In another example of this kind of analysis, Schultz v. Dixie State Univ., the District of Utah held in May 2017 that an Equal Pay Act plaintiff who held the title of vice president could not establish that she and male vice presidents performed “equal work,” because the plaintiff had insufficiently alleged that their duties were the same. Indeed, the court noted that the allegations demonstrated the plaintiff and her male comparators oversaw different departments and managed different functions, but not that they performed closely related or “equal” functions.
The last year also has seen female plaintiffs working in high-ranking positions in professional services firms filing cases alleging unequal pay based on gender, citing purportedly higher-paid male comparators. Should courts conclude that these plaintiffs work in different departments, oversee different functional areas, or otherwise have unique job duties that are different in kind from those of male comparators, courts may well conclude the plaintiffs have not met the “equal work” standard, even if the plaintiffs and their comparators hold the same title, have the same level of experience, or are peers in other organizational ways.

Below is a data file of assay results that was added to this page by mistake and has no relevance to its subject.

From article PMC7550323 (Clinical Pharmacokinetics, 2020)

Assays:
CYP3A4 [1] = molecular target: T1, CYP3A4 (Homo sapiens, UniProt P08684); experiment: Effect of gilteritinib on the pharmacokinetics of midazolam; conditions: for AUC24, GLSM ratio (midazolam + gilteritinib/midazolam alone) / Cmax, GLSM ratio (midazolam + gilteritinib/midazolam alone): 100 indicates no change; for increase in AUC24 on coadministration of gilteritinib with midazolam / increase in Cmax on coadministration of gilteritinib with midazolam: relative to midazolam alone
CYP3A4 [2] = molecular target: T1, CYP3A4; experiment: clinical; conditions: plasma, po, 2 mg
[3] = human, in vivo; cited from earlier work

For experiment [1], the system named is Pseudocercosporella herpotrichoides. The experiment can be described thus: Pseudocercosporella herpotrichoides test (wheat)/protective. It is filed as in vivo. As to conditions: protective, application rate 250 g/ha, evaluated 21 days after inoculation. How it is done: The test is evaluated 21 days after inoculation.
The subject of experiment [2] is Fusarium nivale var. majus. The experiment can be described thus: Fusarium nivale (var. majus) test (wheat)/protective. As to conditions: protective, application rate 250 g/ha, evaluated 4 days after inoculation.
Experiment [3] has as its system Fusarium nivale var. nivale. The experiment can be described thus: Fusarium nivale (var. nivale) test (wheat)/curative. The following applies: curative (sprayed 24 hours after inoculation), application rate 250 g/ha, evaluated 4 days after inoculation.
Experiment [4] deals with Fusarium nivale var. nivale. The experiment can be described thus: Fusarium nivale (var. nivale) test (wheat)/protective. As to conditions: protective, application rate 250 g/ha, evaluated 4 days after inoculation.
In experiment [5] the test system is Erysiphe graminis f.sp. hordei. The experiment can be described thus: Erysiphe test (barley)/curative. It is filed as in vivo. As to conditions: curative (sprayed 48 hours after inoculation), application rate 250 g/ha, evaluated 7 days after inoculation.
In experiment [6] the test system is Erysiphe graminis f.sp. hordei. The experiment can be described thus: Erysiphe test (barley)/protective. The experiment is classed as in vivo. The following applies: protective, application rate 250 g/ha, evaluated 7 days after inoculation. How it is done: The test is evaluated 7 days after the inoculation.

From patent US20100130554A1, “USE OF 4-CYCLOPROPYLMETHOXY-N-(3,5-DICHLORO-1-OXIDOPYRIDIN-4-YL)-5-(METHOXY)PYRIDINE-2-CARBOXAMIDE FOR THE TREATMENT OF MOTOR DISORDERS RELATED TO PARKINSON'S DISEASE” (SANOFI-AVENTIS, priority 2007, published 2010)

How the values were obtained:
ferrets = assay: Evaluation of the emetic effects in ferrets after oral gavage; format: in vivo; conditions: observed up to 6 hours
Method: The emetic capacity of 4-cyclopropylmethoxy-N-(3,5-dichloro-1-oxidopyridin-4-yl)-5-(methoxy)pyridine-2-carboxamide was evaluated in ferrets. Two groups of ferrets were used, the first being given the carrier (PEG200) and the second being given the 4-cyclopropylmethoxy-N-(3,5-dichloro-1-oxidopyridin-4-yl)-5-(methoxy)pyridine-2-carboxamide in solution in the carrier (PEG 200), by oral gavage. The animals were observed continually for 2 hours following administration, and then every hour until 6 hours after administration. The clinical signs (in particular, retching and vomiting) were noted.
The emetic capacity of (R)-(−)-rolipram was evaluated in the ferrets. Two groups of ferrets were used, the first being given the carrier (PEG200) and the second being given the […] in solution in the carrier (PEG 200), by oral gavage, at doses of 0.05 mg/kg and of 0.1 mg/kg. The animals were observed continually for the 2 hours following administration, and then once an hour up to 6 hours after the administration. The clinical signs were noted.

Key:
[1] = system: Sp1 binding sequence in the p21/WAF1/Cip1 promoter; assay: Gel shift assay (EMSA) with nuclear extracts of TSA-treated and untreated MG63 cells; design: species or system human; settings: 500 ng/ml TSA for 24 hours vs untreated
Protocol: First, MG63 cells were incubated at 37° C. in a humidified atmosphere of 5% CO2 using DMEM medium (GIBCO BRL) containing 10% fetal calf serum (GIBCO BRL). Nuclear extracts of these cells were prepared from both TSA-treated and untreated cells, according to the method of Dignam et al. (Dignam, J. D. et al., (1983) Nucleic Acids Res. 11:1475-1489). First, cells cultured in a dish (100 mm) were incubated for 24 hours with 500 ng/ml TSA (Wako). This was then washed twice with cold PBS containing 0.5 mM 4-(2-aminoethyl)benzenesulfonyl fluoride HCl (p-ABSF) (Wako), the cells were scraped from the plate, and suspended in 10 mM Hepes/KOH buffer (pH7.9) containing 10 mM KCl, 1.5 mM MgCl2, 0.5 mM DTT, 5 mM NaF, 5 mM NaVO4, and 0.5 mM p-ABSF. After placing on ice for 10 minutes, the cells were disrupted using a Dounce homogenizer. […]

With rapid legislative developments on pay equity in numerous states, and with high visibility on the issue in many forums, pay equity litigation is likely to continue to occupy a prominent and important place in workplace legal issues.
***** Victoria Woodin Chavey, a member of this newsletter’s Board of Editors, and Ana C. Shields are principals at Jackson Lewis P.C. This article also appeared in The New York Law Journal, an ALM affiliate publication of this newsletter.
The views expressed in the article are those of the authors and not necessarily the views of their clients or other attorneys in their firm.